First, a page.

UK Health Secretary Matt Hancock said he was not ruling out the prospect of asking students to stay on campus over Christmas amid coronavirus clusters in university halls.
At the University of Glasgow, 124 students tested positive and more than 600 are self-insulating in all dorms.
In Dundee, 500 Abertay University students were asked to isolate themselves this week in student accommodation where three people tested positive.
Scotland’s national clinical director Professor Jason Leitch warned he was “very concerned” about the situation.
Liverpool universities have reduced the number of classroom hours on campus due to concerns about the coronavirus.
Students arriving at Liverpool Hope University this weekend who do not need dedicated classrooms will see seminars and tutorials go online due to social restrictions in the area.
John Moores University in Liverpool has also decided to put most of their face-to-face teaching online when the semester starts next week.
In an interview on Times Radio, Mr. Hancock was asked if students were being encouraged to stay at the university over Christmas.
He said, “We said that students should stay at the university until Christmas. We’re not ruling out the proposal you just made, but I don’t want to have to say that.” It’s a break.
“I really hope we don’t have to say that, but like I said, I’m not ruling it out.
“The most important thing is that students should stay at the university for a short time after graduation so as not to spread the disease.”
At the University of Aberdeen, 72 residents of Wavell House were asked to self-isolate after a number of students tested positive.
The university said they will be assisted with food and supplies and that the affected areas of the building will be thoroughly cleaned.
About the BBC breakfast, Prof. Leitch said: “I am very concerned about higher education and continuing education, I have always been.
“I was worried when it came back and I am worried now.
“Predictably, we have cases. Every country in the world that brought universities back has cases.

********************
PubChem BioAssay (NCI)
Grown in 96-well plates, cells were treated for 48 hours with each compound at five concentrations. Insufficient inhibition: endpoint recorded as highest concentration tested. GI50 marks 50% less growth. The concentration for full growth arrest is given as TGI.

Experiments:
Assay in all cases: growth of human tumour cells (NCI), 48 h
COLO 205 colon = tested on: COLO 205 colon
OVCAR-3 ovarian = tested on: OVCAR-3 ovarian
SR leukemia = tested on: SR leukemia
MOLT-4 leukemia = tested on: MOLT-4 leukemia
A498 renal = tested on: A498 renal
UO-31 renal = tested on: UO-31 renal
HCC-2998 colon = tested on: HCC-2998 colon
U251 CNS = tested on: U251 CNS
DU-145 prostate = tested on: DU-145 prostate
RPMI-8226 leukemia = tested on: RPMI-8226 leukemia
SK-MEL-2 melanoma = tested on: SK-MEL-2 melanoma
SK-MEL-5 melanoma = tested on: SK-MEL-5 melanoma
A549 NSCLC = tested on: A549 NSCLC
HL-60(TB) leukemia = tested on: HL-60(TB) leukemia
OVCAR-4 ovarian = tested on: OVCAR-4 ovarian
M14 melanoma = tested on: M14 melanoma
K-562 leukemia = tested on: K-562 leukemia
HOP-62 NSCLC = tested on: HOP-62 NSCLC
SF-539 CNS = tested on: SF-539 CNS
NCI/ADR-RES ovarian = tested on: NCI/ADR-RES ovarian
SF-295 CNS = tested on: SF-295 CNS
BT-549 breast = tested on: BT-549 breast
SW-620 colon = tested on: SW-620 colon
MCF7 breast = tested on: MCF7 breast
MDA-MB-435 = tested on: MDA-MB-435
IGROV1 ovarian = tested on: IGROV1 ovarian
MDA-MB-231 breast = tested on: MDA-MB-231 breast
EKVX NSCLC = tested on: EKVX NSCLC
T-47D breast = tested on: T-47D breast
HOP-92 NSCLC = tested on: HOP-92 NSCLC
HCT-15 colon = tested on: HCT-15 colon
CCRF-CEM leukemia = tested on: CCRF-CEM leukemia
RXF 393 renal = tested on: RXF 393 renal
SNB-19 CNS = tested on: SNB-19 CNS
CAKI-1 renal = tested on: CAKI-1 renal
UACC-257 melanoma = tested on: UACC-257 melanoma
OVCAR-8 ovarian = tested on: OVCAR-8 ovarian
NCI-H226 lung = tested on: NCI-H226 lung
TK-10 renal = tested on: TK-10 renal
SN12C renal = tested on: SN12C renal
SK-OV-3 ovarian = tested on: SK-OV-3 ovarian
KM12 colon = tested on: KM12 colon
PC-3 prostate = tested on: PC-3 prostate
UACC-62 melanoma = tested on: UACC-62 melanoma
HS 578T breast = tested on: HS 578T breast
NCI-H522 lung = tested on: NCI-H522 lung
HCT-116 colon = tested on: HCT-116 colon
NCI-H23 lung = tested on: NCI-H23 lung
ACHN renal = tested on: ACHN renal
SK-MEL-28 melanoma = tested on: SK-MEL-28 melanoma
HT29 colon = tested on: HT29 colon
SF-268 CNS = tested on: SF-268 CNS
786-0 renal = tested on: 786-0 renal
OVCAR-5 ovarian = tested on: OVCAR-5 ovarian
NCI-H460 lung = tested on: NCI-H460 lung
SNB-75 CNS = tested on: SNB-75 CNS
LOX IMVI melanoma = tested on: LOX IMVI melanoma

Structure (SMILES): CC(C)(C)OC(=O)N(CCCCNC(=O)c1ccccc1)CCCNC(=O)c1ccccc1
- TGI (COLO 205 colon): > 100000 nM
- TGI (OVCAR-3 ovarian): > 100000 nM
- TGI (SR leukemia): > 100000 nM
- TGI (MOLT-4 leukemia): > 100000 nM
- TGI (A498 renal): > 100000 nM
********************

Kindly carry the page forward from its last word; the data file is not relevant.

“We have to be very, very careful. Even if most of these cases don’t get serious illness, some of them and some of them may get transmitted to the community. “
A University of Glasgow spokesperson said: “We are aware of two significant clusters of positive cases of Covid-19 in our residences on Murano Street and Cairncross, which we believe were largely due to social activity between September 12-14 attributed to Freshers Week.
“We are working closely with the NHS Greater Glasgow and the Clyde Public Health Team to manage these.”
The university tweeted that a mobile test center will be set up in Murano and that the affected students will be supported with food and other relief items.
Minutes of a meeting of the Scientific Emergency Advisory Group (Sage) earlier this month warned that the risk of outbreaks from higher education institutions is more likely towards the end of the semester when students return home on Christmas and New Years.
It warned that this could pose a risk to families and local communities, saying the situation will require “national oversight, monitoring and decision-making”.
Greg Fell, Sheffield Director of Public Health, told Times Radio: “There will of course be times when students legitimately have to go home for all sorts of reasons.
“But the recommendation is basically to stay in place.”
The University and College Union said the UK government needs to listen to science, look at experiences from other countries and tell universities to make online learning their standard position right away.
His General Secretary Jo Grady said, “If the government doesn’t act now, thousands more students will be moving onto campus this weekend.
“It is completely irresponsible to let students return to university after outbreaks have started.”